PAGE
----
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Liquor Liability

Do You Sell or Distribute Liquor, Wine, or Beer?
We can limit your risk exposure.

Claims result from common day accidents, be it when one of your regular customers has one too many glasses of wine and is involved in a car wreck driving home, or a guest falls down a flight of stairs in your restaurant while intoxicated. Whether you're a business owner who sells or serves liquor, an event planner who hosts the occasional party, or the host of a wedding or private function, you could be held liable for millions of dollars of damages and legal costs to defend yourself and your business.

Best-in-Class Insurance at Unbeatable Pricing!

Boynton Insurance Group has partnered with best-in-class insurance providers to provide the best coverage at the best prices. Check it out for yourself now!

Most insurance companies who provide liquor liability coverage have unique contractual terms and conditions. You will want to consult with an experienced insurance professional to make sure your policy doesn't have exclusions or gaps. For example, policies may exclude coverage for emotional distress and mental anguish, or not provide coverage for employees and those served illegally such as someone who is under the legal drinking age. While several states require organizations in the business of selling liquor to maintain a minimum level of coverage, compulsory limits are typically inadequate to cover these type of claims. Consult with an insurance agent who is knowledgeable in this field and can help you select an appropriate limit.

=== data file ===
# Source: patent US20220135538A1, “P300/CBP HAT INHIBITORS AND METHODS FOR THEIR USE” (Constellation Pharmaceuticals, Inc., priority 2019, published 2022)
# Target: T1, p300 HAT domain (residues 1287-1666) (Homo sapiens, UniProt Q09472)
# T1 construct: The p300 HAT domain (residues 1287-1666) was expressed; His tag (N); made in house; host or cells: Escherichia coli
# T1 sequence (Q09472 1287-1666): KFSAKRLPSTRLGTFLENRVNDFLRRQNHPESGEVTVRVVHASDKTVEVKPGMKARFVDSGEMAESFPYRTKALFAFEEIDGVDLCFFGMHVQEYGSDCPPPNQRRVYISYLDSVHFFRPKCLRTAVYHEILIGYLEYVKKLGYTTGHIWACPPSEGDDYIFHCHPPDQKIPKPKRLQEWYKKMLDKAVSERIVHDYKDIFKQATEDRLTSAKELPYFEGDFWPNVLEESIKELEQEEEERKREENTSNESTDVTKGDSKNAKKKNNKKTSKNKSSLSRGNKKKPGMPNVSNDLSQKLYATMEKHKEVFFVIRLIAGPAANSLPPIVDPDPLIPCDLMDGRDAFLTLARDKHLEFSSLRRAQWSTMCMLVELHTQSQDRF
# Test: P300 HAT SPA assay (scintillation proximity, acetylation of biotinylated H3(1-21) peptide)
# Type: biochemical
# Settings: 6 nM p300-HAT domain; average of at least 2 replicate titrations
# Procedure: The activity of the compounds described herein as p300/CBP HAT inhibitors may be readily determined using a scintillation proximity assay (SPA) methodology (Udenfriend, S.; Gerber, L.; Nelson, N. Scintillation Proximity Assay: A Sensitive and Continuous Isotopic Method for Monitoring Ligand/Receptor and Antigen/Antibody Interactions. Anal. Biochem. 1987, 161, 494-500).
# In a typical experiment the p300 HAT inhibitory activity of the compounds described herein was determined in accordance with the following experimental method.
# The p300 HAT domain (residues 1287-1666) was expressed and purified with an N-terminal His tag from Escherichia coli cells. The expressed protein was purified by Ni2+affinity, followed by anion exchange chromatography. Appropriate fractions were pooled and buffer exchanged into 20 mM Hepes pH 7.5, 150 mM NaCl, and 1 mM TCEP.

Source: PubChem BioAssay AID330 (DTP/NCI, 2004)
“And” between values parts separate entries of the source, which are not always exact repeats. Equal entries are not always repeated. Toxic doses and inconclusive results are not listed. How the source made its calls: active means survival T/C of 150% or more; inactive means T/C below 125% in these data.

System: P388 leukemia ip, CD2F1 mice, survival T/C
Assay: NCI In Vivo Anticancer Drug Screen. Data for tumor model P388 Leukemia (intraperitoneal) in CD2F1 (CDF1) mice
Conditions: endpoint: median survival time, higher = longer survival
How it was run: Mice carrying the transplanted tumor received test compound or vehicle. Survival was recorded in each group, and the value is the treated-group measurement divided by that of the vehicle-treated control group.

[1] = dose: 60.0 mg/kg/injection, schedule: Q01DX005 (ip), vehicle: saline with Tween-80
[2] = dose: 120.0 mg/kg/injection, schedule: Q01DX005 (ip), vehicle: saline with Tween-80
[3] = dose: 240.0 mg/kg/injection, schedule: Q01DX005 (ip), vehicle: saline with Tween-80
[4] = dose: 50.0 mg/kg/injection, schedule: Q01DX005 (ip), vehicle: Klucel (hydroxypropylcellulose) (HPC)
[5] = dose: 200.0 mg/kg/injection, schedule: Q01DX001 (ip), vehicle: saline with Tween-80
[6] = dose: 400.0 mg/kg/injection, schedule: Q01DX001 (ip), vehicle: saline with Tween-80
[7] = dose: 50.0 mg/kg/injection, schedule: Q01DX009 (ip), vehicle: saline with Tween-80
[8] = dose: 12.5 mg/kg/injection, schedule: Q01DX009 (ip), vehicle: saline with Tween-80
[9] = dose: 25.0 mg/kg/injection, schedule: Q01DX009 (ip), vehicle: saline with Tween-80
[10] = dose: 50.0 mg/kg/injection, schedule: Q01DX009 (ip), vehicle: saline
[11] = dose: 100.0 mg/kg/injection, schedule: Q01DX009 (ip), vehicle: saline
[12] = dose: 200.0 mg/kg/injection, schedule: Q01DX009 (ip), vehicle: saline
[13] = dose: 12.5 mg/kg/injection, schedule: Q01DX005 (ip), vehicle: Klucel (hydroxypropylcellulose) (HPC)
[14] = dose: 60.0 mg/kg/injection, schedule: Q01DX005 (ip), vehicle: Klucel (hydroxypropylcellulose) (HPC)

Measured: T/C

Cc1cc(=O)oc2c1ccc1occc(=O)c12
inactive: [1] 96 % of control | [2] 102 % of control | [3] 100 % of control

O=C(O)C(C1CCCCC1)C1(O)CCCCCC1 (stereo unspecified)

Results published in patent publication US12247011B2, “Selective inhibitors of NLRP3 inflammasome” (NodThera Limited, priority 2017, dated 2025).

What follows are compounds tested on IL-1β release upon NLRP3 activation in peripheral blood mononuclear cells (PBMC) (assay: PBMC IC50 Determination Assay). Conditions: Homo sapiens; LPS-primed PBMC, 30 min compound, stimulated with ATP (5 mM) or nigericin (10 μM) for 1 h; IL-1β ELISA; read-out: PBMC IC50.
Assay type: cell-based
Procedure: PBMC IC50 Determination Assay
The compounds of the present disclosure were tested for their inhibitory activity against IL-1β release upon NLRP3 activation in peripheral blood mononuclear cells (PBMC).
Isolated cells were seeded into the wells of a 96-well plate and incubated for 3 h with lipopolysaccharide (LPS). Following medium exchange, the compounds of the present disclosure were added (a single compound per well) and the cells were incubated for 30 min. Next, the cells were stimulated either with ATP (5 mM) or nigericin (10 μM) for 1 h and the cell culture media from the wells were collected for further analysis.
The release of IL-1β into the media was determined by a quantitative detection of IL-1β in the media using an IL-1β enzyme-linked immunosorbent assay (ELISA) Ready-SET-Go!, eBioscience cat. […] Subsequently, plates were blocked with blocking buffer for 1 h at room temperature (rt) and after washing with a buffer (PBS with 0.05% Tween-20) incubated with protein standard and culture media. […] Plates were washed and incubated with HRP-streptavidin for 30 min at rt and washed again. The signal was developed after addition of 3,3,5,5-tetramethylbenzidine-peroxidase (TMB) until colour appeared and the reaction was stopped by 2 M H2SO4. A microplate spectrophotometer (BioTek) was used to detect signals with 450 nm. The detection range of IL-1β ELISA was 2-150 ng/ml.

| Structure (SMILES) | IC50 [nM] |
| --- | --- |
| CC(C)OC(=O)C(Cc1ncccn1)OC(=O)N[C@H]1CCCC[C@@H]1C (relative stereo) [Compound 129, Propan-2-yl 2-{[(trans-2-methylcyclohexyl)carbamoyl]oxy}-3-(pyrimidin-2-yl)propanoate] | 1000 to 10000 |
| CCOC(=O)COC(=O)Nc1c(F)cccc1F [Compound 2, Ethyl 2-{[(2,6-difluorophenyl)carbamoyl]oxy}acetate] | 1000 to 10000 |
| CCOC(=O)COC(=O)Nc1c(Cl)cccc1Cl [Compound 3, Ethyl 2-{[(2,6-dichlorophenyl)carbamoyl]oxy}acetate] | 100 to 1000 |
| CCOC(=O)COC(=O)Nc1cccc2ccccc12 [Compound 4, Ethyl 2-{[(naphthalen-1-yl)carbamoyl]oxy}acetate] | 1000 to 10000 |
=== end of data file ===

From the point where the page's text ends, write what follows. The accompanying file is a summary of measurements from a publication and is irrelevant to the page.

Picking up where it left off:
Liquor liability insurance provides coverage for businesses involved in selling or distributing liquor, wine or beer. Organizations that are in the business of selling alcohol have an extremely high exposure to liquor liability related claims, and coverage for bodily injury or property damage as a result of an intoxicated patron is not insured by a typical general liability or business owners policy. Most states have determined that businesses that sell, manufacture or serve alcohol can be held vicariously liable for harm caused by an intoxicated patron, and several states now mandate that such businesses maintain a liquor liability policy.

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